It's not that they don't hear the sounds, it’s just that the matrix to make those things happen simply isn’t there. It takes a great journey from ear to brain to muscles to consciousness to automation to consistency and to all the continents in between.

I see clients this way, sometimes, when they start stepping on a path that starts with basics like breathing while exerting. Tempted as I am, to say “Breathe like a person, not a locomotive,” I know it will sound just as odd as when my teacher, senior year, suggested we all start using our heads for something besides hat racks.

So my bread and butter, those who cannot relax, are puzzling a lot over what where and how and when and how many times a day and why bother….It’s so much easier just to be fixed and back on track, no changes necessary or needed. Just come back when you can’t turn your head again...

Well, those habits create therapy junkies. They are totally dependent on their therapist and can’t miss an appointment or they are in trouble. Is something wrong with that? It’s a great head trip for the therapist. And it’s not a temporary condition. Wonderful place to hang out, the land where my clients can’t live without me, especially when they are rich, famous, big wheels who pay well. My, my I am G—‘s gift to massage and humanity. Pardon me while I bevel my nails.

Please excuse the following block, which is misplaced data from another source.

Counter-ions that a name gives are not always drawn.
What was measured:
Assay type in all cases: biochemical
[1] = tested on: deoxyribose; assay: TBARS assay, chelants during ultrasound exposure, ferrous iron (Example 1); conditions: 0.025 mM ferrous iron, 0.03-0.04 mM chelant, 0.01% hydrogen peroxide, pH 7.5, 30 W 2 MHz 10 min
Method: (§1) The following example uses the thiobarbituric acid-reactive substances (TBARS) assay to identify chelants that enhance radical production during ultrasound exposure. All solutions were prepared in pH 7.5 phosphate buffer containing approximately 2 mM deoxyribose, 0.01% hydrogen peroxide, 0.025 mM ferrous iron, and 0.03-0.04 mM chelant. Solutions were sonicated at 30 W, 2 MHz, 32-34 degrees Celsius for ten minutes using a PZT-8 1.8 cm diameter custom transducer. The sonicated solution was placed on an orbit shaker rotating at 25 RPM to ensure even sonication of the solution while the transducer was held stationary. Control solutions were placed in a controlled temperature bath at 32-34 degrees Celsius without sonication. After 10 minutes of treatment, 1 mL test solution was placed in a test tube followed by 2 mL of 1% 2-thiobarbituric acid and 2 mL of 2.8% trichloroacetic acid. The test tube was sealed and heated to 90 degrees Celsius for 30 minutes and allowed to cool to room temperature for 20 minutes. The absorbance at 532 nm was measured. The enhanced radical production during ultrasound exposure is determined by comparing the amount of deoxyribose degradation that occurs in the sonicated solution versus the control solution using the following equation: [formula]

Of course, it is a process. It takes a thousand steps starting with one basic: It doesn’t have to be this way forever.

I like to think of it like driving. When my Dad took me out to the mall (when it was closed) he wanted me to learn how to drive a stick. Well, between the stick, the clutch, the view, the mirrors the jumpy gas pedal and befuddling brake, I felt very overwhelmed.

Now I could handle any VW with a ‘tude that says let’s see how fast this baby can go. A little bit.

Where does this journey take us? It takes me back to my Tai Chi Ch’uan class, about 15 years ago, when my teacher said, for about the 600th time, “relax your shoulders.” Easy to say, very hard to do. What did he mean? I thought they were relaxed. How do you relax shoulders, anyway? Doesn’t everyone look like they are wearing football pads all the time?